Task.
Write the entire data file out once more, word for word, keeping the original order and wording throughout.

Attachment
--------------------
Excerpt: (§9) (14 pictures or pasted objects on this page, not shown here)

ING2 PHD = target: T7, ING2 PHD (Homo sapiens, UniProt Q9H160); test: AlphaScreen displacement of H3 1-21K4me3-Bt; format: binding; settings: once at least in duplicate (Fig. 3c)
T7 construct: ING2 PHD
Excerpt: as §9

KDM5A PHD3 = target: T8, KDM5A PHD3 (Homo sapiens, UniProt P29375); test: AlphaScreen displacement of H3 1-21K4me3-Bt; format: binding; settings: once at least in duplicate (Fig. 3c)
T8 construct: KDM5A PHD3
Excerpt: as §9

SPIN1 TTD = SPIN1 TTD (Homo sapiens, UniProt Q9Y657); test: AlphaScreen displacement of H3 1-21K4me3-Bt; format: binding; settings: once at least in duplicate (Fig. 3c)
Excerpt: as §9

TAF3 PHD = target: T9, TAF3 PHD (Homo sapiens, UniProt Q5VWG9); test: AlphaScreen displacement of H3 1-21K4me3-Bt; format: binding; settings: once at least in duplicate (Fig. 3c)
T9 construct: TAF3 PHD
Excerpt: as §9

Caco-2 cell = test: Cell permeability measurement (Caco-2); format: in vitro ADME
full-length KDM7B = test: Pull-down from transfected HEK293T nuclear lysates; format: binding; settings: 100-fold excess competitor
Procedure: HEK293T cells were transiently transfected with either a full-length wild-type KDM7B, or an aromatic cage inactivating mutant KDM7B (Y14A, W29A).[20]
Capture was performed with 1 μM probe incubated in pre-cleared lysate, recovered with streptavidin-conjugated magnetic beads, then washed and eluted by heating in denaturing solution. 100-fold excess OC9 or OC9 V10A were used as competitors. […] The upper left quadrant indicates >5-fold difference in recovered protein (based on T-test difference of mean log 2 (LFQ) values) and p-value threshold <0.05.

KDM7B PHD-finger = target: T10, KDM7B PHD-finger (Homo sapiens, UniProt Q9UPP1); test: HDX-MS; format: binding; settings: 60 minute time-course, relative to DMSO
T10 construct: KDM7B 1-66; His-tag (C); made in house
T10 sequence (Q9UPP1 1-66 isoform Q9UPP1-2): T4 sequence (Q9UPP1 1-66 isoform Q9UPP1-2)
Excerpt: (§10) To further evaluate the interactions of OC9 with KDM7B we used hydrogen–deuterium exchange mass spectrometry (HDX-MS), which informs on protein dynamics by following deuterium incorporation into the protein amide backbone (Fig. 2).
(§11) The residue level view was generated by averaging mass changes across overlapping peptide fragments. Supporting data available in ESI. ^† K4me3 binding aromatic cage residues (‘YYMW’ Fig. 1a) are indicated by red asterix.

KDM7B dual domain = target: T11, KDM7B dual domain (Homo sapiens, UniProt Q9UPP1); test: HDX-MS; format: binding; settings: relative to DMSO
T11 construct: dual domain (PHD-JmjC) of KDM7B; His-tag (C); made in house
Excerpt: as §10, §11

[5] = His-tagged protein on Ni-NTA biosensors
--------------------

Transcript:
Excerpt: (§9) (14 pictures or pasted objects on this page, not shown here)

ING2 PHD = target: T7, ING2 PHD (Homo sapiens, UniProt Q9H160); test: AlphaScreen displacement of H3 1-21K4me3-Bt; format: binding; settings: once at least in duplicate (Fig. 3c)
T7 construct: ING2 PHD
Excerpt: as §9

KDM5A PHD3 = target: T8, KDM5A PHD3 (Homo sapiens, UniProt P29375); test: AlphaScreen displacement of H3 1-21K4me3-Bt; format: binding; settings: once at least in duplicate (Fig. 3c)
T8 construct: KDM5A PHD3
Excerpt: as §9

SPIN1 TTD = SPIN1 TTD (Homo sapiens, UniProt Q9Y657); test: AlphaScreen displacement of H3 1-21K4me3-Bt; format: binding; settings: once at least in duplicate (Fig. 3c)
Excerpt: as §9

TAF3 PHD = target: T9, TAF3 PHD (Homo sapiens, UniProt Q5VWG9); test: AlphaScreen displacement of H3 1-21K4me3-Bt; format: binding; settings: once at least in duplicate (Fig. 3c)
T9 construct: TAF3 PHD
Excerpt: as §9

Caco-2 cell = test: Cell permeability measurement (Caco-2); format: in vitro ADME
full-length KDM7B = test: Pull-down from transfected HEK293T nuclear lysates; format: binding; settings: 100-fold excess competitor
Procedure: HEK293T cells were transiently transfected with either a full-length wild-type KDM7B, or an aromatic cage inactivating mutant KDM7B (Y14A, W29A).[20]
Capture was performed with 1 μM probe incubated in pre-cleared lysate, recovered with streptavidin-conjugated magnetic beads, then washed and eluted by heating in denaturing solution. 100-fold excess OC9 or OC9 V10A were used as competitors. […] The upper left quadrant indicates >5-fold difference in recovered protein (based on T-test difference of mean log 2 (LFQ) values) and p-value threshold <0.05.

KDM7B PHD-finger = target: T10, KDM7B PHD-finger (Homo sapiens, UniProt Q9UPP1); test: HDX-MS; format: binding; settings: 60 minute time-course, relative to DMSO
T10 construct: KDM7B 1-66; His-tag (C); made in house
T10 sequence (Q9UPP1 1-66 isoform Q9UPP1-2): T4 sequence (Q9UPP1 1-66 isoform Q9UPP1-2)
Excerpt: (§10) To further evaluate the interactions of OC9 with KDM7B we used hydrogen–deuterium exchange mass spectrometry (HDX-MS), which informs on protein dynamics by following deuterium incorporation into the protein amide backbone (Fig. 2).
(§11) The residue level view was generated by averaging mass changes across overlapping peptide fragments. Supporting data available in ESI. ^† K4me3 binding aromatic cage residues (‘YYMW’ Fig. 1a) are indicated by red asterix.

KDM7B dual domain = target: T11, KDM7B dual domain (Homo sapiens, UniProt Q9UPP1); test: HDX-MS; format: binding; settings: relative to DMSO
T11 construct: dual domain (PHD-JmjC) of KDM7B; His-tag (C); made in house
Excerpt: as §10, §11

[5] = His-tagged protein on Ni-NTA biosensors